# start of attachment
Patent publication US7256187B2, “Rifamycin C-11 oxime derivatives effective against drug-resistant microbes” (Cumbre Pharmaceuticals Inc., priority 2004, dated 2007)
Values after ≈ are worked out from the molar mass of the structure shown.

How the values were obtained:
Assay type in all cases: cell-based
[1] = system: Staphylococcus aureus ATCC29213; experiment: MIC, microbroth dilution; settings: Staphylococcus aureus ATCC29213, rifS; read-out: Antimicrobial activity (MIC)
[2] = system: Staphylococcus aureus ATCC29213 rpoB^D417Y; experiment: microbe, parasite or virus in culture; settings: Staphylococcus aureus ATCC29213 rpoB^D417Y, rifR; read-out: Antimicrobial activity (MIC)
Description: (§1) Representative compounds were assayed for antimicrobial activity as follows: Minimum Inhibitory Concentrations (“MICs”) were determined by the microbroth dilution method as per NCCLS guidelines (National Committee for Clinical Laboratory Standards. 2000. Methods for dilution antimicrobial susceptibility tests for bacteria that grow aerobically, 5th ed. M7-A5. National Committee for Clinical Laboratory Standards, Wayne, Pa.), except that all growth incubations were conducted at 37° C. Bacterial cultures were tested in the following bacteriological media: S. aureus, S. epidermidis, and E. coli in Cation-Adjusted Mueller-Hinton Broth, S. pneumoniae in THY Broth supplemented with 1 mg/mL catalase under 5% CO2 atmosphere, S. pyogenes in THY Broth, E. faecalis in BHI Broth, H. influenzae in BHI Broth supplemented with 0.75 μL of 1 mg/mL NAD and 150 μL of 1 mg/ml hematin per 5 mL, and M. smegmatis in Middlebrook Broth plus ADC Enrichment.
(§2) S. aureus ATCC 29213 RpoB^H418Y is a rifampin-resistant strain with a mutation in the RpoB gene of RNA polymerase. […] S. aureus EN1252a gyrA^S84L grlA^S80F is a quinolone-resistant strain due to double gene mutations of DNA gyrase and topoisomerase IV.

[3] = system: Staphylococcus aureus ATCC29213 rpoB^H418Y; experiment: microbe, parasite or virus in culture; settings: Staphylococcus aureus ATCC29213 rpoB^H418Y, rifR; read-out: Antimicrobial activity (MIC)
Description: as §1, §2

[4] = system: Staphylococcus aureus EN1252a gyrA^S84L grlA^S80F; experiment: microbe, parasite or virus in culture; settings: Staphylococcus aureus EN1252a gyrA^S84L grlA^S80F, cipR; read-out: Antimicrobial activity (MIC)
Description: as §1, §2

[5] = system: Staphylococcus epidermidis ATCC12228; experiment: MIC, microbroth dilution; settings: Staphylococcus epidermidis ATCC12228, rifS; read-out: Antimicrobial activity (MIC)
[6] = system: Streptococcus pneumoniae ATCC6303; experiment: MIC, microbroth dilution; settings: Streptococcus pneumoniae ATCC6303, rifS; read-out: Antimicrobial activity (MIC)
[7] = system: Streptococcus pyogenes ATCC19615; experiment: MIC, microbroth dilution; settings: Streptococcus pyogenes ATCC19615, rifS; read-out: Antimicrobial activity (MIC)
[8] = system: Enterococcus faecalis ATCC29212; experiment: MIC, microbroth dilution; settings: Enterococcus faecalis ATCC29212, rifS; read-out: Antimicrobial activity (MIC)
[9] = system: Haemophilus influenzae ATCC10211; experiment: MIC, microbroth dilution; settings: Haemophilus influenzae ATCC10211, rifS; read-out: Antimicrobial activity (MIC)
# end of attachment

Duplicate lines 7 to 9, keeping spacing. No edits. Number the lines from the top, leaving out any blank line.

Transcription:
Description: (§1) Representative compounds were assayed for antimicrobial activity as follows: Minimum Inhibitory Concentrations (“MICs”) were determined by the microbroth dilution method as per NCCLS guidelines (National Committee for Clinical Laboratory Standards. 2000. Methods for dilution antimicrobial susceptibility tests for bacteria that grow aerobically, 5th ed. M7-A5. National Committee for Clinical Laboratory Standards, Wayne, Pa.), except that all growth incubations were conducted at 37° C. Bacterial cultures were tested in the following bacteriological media: S. aureus, S. epidermidis, and E. coli in Cation-Adjusted Mueller-Hinton Broth, S. pneumoniae in THY Broth supplemented with 1 mg/mL catalase under 5% CO2 atmosphere, S. pyogenes in THY Broth, E. faecalis in BHI Broth, H. influenzae in BHI Broth supplemented with 0.75 μL of 1 mg/mL NAD and 150 μL of 1 mg/ml hematin per 5 mL, and M. smegmatis in Middlebrook Broth plus ADC Enrichment.
(§2) S. aureus ATCC 29213 RpoB^H418Y is a rifampin-resistant strain with a mutation in the RpoB gene of RNA polymerase. […] S. aureus EN1252a gyrA^S84L grlA^S80F is a quinolone-resistant strain due to double gene mutations of DNA gyrase and topoisomerase IV.

[3] = system: Staphylococcus aureus ATCC29213 rpoB^H418Y; experiment: microbe, parasite or virus in culture; settings: Staphylococcus aureus ATCC29213 rpoB^H418Y, rifR; read-out: Antimicrobial activity (MIC)